UPCOMING EVENTS

Feb

11

Redox Biology Virtual Seminar

Controlling Mitochondria with Light: Energetics and ROS Production
Andrew Wojtovich, Ph.D., University of Rochester 

Event Details »

Mar

17

SFRRI 2020

20th Biennial Meeting of the Society for Free Radical Research International
Chang Gung University of Science & Technology and Chang Gung University
Taoyuan, Taiwan

Event Details »

Apr

7

SfRBM & APS Symposium

Small Molecule Redox Targets: Regulation of Physiological Responses
Experimental Biology 2020 Meeting
San Diego, CA, USA

Event Details »

View full event listing

Established in 1987, the SOCIETY FOR REDOX BIOLOGY AND MEDICINE is a professional organization comprised of scientists and clinicians investigating redox biology, a unifying theme in the pathophysiology of human diseases.


Learn how SfRBM “opens the door” to career possibilities in redox research

Latest Articles in FRBM and Redox Biology

Mitochondrial Lon protease - depleted HeLa cells exhibit proteome modifications related to protein quality control, stress response and energy metabolism

Publication date: 20 February 2020 Source: Free Radical Biology and Medicine, Volume 148 Author(s): Marie-Paule Hamon, Rachel Gergondey, Aurore L'honoré, Bertrand Friguet AbstractThe ATP-dependent Lon protease is located in the mitochondrial matrix and oxidized proteins are among its pri ...

read article »

Ferrous iron binding to epinephrine promotes the oxidation of iron and impedes activation of adrenergic receptors

Publication date: 20 February 2020 Source: Free Radical Biology and Medicine, Volume 148 Author(s): Jelena Korać Jačić, Ljiljana Nikolić, Dalibor M. Stanković, Miloš Opačić, Milena Dimitrijević, Danijela Savić, Sanja Grgurić Šipka, Ivan Spasojević, Jelena Bogdanović Pristov AbstractUpo ...

read article »

Cathepsin K inhibition-induced mitochondrial ROS enhances sensitivity of cancer cells to anti-cancer drugs through USP27x-mediated Bim protein stabilization

Publication date: February 2020 Source: Redox Biology, Volume 30 Author(s): Seung Un Seo, Seon Min Woo, Min Wook Kim, Hyun-Shik Lee, Sang Hyun Kim, Sun Chul Kang, Eun-Woo Lee, Kyoung-jin Min, Taeg Kyu Kwon AbstractCathepsin K (Cat K) is expressed in cancer cells, but the effect of Cat K on apoptosis ...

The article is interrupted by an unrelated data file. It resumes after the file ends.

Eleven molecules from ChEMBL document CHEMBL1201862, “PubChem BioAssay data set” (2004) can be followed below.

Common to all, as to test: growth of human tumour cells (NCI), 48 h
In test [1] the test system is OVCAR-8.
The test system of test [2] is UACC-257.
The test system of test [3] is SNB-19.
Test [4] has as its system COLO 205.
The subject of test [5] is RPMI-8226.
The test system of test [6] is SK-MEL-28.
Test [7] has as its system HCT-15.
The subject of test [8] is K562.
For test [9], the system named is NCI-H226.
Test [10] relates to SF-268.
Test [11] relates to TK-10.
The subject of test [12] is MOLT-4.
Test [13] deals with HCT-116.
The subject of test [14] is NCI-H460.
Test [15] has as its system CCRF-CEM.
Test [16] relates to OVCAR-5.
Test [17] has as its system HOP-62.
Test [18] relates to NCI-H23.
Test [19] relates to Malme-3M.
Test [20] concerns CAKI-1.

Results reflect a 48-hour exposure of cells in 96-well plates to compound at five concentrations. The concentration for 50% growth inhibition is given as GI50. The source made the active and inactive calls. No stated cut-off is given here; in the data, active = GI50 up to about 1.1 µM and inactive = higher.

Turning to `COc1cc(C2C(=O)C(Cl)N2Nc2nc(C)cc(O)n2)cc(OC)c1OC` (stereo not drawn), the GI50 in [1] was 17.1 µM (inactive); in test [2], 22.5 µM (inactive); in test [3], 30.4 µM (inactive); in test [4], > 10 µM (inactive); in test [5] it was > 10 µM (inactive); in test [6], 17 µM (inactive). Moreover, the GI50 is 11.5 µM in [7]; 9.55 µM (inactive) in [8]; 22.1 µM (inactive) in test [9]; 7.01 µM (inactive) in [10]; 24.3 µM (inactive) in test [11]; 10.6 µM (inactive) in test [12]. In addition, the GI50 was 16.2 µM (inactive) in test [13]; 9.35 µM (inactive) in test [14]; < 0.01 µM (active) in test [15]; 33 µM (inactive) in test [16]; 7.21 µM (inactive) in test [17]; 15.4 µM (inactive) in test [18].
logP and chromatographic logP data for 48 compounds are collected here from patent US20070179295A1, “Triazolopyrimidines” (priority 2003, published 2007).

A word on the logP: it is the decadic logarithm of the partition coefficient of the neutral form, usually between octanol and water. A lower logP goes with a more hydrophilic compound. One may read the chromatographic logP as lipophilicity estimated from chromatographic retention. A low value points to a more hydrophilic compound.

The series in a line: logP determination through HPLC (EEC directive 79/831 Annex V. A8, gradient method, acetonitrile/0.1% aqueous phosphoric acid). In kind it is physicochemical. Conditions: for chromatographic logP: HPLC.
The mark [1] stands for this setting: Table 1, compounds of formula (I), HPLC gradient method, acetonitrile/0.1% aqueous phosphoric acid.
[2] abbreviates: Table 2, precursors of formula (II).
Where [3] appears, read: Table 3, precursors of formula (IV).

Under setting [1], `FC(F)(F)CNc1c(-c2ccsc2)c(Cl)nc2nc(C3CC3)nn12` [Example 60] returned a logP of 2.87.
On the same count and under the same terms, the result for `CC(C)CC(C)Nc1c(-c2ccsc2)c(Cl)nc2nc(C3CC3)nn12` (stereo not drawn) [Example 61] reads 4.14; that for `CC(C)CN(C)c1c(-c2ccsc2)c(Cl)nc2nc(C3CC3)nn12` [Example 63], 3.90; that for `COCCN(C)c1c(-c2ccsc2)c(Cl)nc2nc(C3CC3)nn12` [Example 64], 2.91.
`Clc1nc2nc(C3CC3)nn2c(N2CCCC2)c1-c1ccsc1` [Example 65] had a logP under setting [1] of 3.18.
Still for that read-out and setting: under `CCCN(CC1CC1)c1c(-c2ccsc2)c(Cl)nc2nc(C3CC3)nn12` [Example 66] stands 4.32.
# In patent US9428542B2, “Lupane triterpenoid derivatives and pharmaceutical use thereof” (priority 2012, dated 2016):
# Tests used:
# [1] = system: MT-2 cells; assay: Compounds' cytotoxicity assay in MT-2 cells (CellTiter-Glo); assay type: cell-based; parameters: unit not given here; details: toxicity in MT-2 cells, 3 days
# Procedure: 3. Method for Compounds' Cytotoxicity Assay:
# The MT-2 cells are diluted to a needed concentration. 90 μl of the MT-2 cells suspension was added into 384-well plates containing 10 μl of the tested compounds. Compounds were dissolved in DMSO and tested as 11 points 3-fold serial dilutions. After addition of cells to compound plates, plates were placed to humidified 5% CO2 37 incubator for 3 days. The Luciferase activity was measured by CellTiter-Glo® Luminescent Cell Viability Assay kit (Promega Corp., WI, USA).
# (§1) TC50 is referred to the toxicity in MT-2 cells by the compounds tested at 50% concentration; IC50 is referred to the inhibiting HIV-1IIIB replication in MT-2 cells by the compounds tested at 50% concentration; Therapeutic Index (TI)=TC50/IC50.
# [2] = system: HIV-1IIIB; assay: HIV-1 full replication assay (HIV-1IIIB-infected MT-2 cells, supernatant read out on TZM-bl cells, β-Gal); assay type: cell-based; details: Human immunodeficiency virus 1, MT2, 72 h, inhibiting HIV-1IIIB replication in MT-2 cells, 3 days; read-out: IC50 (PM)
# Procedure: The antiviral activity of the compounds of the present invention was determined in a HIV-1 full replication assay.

read article »

A deeper understanding of intestinal organoid metabolism revealed by combining fluorescence lifetime imaging microscopy (FLIM) and extracellular flux analyses

Publication date: February 2020 Source: Redox Biology, Volume 30 Author(s): Irina A. Okkelman, Nuno Neto, Dmitri B. Papkovsky, Michael G. Monaghan, Ruslan I. Dmitriev AbstractStem cells and the niche in which they reside feature a complex microenvironment with tightly regulated homeostasis, cell-cel ...

read article »

WHAT'S NEW

SfRBM Meets with CSR/NIH to Increase Study Section Participation

December 15, 2019

SfRBM leaders met with key representatives from the NIH Center for Scientific Review in Bethesda, MD on December 9 to discuss how the society can provide a readily accessible pipeline of redox expertise for study sections. SfRBM emphasized the importance of redox biology to a vast array of disease processes as well as an anticipated positive trend of our research in next few years. SfRBM presented data that illustrated the current challenges facing redox-related applications and the lack of qualified study section researchers available to review them.

read more »

Belousov & Michel Selected as Discovery Award Recipients

July 10, 2019

SfRBM's Senior Awards Committee has announced that the recipients of the 2019 Discovery Award are Vsevolod Belousov, Ph.D., and Thomas Michel, MD, Ph.D. Drs. Belousov and Michel are being recognized jointly for their innovative development of chemogenetic approaches to investigate redox biology in vitro and in vivo.

read more »

New Study Finds Antioxidant Therapy is Key to Combating Cell Aging in Mice

September 20, 2018

WVU’s Eric E. Kelley, Ph.D., and the University of Minnesota’s Laura Niedernhofer, Ph.D., have published a new study in Redox Biology that could change the way we look at aging in humans. Through a new discovery of the main driver of aging in cells, their research shows that it may be possible to slow the aging process. In the 1950’s, Denham Harmon published a groundbreaking theory correlating antioxidants and aging, but since then there have been few findings that validate directly this theory. This new study provides that validation which has been missing.

read more »